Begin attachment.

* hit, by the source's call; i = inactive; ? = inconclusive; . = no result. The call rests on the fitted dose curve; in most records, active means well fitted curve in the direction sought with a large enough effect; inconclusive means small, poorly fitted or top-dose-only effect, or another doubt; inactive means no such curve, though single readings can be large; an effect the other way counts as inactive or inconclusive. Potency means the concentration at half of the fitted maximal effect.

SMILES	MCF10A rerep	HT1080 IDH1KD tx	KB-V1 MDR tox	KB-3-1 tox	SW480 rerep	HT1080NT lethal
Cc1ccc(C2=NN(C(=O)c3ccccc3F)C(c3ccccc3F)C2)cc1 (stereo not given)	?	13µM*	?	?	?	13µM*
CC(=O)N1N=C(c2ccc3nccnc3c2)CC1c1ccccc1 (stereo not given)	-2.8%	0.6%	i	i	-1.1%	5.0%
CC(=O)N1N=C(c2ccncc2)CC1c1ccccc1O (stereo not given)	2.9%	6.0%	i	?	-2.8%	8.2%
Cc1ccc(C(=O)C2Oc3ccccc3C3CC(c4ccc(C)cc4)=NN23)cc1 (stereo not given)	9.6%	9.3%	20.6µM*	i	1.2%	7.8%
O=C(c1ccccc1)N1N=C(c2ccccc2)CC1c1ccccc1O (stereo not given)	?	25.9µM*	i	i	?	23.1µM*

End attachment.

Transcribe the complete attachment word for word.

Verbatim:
* hit, by the source's call; i = inactive; ? = inconclusive; . = no result. The call rests on the fitted dose curve; in most records, active means well fitted curve in the direction sought with a large enough effect; inconclusive means small, poorly fitted or top-dose-only effect, or another doubt; inactive means no such curve, though single readings can be large; an effect the other way counts as inactive or inconclusive. Potency means the concentration at half of the fitted maximal effect.

SMILES	MCF10A rerep	HT1080 IDH1KD tx	KB-V1 MDR tox	KB-3-1 tox	SW480 rerep	HT1080NT lethal
Cc1ccc(C2=NN(C(=O)c3ccccc3F)C(c3ccccc3F)C2)cc1 (stereo not given)	?	13µM*	?	?	?	13µM*
CC(=O)N1N=C(c2ccc3nccnc3c2)CC1c1ccccc1 (stereo not given)	-2.8%	0.6%	i	i	-1.1%	5.0%
CC(=O)N1N=C(c2ccncc2)CC1c1ccccc1O (stereo not given)	2.9%	6.0%	i	?	-2.8%	8.2%
Cc1ccc(C(=O)C2Oc3ccccc3C3CC(c4ccc(C)cc4)=NN23)cc1 (stereo not given)	9.6%	9.3%	20.6µM*	i	1.2%	7.8%
O=C(c1ccccc1)N1N=C(c2ccccc2)CC1c1ccccc1O (stereo not given)	?	25.9µM*	i	i	?	23.1µM*